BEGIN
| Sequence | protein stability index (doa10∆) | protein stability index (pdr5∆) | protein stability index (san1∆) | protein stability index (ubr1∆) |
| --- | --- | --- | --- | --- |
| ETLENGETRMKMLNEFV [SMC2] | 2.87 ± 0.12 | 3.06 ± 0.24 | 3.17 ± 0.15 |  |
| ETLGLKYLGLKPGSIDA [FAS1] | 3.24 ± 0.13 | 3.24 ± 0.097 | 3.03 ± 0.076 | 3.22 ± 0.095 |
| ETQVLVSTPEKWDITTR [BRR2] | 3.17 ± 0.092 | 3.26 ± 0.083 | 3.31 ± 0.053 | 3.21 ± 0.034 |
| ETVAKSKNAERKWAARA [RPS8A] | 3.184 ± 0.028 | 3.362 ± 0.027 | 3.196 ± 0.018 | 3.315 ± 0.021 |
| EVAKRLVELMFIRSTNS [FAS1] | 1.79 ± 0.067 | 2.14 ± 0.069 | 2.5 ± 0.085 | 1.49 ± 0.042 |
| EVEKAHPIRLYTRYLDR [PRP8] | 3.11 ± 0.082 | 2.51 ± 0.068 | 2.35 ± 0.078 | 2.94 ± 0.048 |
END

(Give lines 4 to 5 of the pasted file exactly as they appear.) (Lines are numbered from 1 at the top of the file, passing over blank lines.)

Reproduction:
| ETLGLKYLGLKPGSIDA [FAS1] | 3.24 ± 0.13 | 3.24 ± 0.097 | 3.03 ± 0.076 | 3.22 ± 0.095 |
| ETQVLVSTPEKWDITTR [BRR2] | 3.17 ± 0.092 | 3.26 ± 0.083 | 3.31 ± 0.053 | 3.21 ± 0.034 |